Getting to the Closing Table
So, we found a house...now what?
Once you find a property, and have settled on a price, your Realtor will meet with you to sign contracts. The seller will also sign contracts, and every party will receive a copy. Once all parties have signed contracts, then a process called “attorney review” begins. Attorney review is basically a “cooling off” period. Attorney review is a minimum of 3 business days but can take longer when changes to the contract are requested. Even if you do not use an attorney, there is still an attorney review period. During this time, you have the right to leave the deal for no reason, as does the seller. The seller may also entertain other offers at this time, so you want to be in and out of attorney review as quickly as possible.
When you are under contract after the attorney review period, you are in a legally binding contract. Neither party may walk away from the deal without a just reason. And if the buyer walks away, the buyer risks losing his/her deposit. Once under contract, the buyer has the right to get an inspection. A certified inspector will come out and inspect the property and give a report on repairs that may be necessary on the property.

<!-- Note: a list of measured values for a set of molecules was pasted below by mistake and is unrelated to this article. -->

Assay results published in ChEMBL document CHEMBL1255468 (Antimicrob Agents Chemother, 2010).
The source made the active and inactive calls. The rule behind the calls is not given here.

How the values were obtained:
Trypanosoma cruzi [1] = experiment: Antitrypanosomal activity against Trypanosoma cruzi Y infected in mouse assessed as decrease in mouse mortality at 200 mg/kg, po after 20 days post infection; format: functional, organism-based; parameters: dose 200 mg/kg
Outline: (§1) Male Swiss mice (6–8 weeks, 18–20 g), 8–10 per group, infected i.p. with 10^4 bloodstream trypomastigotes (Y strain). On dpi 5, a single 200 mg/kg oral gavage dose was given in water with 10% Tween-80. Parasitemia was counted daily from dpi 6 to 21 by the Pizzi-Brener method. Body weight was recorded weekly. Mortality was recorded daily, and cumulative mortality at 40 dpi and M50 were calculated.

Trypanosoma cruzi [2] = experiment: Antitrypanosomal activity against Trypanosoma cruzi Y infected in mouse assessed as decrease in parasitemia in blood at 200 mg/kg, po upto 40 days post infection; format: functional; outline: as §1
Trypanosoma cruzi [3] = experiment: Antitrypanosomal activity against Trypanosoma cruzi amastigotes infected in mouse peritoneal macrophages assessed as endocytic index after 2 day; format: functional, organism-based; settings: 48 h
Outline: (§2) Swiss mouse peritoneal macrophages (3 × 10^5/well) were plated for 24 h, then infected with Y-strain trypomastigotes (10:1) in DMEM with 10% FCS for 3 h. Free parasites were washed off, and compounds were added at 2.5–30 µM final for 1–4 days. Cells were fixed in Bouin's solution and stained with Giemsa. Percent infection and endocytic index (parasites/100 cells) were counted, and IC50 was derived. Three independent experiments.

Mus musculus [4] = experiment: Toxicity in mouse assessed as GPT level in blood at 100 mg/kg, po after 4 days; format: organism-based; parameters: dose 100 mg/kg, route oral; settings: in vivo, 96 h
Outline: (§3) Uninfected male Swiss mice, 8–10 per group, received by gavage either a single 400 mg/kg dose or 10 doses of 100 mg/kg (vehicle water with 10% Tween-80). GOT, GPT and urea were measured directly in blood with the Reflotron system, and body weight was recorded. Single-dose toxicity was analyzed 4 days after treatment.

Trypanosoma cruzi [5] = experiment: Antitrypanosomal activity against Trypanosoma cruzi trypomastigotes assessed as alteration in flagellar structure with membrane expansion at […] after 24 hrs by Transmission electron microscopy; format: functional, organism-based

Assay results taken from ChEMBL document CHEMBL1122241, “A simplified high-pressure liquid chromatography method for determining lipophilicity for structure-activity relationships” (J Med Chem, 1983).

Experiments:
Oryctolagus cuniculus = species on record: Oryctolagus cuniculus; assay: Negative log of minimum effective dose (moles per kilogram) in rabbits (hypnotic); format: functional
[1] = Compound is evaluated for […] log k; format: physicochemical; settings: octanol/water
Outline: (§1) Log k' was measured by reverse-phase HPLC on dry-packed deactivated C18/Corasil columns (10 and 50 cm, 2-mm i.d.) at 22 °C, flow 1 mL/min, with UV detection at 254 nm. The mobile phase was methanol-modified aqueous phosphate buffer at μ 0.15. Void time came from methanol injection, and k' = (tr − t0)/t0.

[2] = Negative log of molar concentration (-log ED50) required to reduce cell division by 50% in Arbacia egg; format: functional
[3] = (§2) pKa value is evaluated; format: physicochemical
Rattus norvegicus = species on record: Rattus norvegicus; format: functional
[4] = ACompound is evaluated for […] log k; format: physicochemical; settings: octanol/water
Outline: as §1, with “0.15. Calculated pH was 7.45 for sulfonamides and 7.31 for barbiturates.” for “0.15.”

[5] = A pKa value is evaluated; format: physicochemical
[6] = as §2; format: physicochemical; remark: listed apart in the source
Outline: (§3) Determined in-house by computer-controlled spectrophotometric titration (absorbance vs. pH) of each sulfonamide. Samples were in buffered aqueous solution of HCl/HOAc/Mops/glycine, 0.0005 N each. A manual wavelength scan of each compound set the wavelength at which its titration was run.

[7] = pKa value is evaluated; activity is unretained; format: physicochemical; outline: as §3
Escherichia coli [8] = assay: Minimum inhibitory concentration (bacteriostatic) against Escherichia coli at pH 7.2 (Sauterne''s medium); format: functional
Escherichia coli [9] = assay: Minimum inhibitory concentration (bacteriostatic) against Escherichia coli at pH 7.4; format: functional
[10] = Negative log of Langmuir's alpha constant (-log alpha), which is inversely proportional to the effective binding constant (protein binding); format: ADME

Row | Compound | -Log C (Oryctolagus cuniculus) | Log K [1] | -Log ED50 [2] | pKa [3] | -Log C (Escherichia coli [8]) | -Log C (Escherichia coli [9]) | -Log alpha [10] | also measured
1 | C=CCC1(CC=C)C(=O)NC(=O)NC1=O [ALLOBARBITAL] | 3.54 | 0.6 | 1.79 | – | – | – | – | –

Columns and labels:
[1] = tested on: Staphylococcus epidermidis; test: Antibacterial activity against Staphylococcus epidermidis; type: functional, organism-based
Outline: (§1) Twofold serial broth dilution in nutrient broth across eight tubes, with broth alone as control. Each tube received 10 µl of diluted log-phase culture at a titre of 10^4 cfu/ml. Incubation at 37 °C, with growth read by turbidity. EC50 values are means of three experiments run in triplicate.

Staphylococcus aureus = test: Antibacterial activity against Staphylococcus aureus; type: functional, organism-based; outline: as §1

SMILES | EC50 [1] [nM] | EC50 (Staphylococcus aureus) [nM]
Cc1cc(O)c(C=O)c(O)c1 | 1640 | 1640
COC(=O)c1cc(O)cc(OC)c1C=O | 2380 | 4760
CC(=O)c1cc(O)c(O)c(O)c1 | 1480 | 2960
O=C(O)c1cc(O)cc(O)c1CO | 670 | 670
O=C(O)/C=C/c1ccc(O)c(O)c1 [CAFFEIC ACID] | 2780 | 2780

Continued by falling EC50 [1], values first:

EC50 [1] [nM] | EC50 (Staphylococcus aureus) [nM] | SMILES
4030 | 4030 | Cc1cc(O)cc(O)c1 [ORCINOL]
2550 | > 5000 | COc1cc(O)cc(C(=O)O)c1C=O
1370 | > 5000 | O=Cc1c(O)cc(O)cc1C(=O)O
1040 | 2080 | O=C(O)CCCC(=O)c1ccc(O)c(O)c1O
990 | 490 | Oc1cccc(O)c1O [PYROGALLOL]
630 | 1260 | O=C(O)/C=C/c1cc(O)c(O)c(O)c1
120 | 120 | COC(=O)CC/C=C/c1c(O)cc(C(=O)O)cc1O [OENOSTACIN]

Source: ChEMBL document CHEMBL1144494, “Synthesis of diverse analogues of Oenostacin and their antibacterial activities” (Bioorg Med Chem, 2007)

After inspection issues have been dealt with, and the seller has the C/O (Certificate of Occupancy) and the buyer’s mortgage commitment is ready, you are basically ready to go to the closing table!
The buyer is responsible for their own closing costs, which tend to vary. Your mortgage representative will be able to give you a “good faith” estimate on what your closing costs may be. There are also some programs that allow you to finance closing costs as well.
Please review the Process & Contract Milestone Chart